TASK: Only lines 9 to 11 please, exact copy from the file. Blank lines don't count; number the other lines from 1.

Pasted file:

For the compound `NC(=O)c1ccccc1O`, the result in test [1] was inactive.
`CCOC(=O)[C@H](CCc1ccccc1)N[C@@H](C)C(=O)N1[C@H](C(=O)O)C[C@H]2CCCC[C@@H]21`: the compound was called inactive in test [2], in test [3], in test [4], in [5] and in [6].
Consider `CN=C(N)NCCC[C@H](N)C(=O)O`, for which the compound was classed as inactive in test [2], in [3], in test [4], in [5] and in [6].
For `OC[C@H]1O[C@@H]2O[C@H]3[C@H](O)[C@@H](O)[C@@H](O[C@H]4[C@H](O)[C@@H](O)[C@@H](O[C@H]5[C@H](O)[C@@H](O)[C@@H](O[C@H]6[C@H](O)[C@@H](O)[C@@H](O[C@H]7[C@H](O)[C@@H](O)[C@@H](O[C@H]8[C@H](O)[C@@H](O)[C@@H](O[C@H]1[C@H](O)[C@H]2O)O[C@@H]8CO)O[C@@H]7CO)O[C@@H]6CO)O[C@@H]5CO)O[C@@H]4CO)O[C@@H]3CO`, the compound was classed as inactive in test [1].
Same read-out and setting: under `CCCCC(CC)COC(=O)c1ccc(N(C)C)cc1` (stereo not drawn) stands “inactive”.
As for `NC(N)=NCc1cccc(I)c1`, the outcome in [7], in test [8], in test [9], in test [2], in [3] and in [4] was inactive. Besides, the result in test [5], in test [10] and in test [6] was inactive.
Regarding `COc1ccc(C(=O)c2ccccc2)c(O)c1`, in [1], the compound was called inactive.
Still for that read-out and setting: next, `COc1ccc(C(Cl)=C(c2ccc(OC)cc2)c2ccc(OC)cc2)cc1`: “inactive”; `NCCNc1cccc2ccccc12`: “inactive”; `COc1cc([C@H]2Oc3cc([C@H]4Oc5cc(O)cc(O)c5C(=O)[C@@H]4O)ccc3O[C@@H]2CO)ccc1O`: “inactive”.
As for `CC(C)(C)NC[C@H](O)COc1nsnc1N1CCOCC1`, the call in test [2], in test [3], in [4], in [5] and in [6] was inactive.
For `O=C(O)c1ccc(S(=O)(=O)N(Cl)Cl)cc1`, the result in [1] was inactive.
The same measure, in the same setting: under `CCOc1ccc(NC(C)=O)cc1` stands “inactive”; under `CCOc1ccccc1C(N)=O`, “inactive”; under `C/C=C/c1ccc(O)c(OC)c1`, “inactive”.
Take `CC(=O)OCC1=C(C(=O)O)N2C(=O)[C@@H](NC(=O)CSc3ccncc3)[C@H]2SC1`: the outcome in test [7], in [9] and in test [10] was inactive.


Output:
As for `CC(C)(C)NC[C@H](O)COc1nsnc1N1CCOCC1`, the call in test [2], in test [3], in [4], in [5] and in [6] was inactive.
For `O=C(O)c1ccc(S(=O)(=O)N(Cl)Cl)cc1`, the result in [1] was inactive.
The same measure, in the same setting: under `CCOc1ccc(NC(C)=O)cc1` stands “inactive”; under `CCOc1ccccc1C(N)=O`, “inactive”; under `C/C=C/c1ccc(O)c(OC)c1`, “inactive”.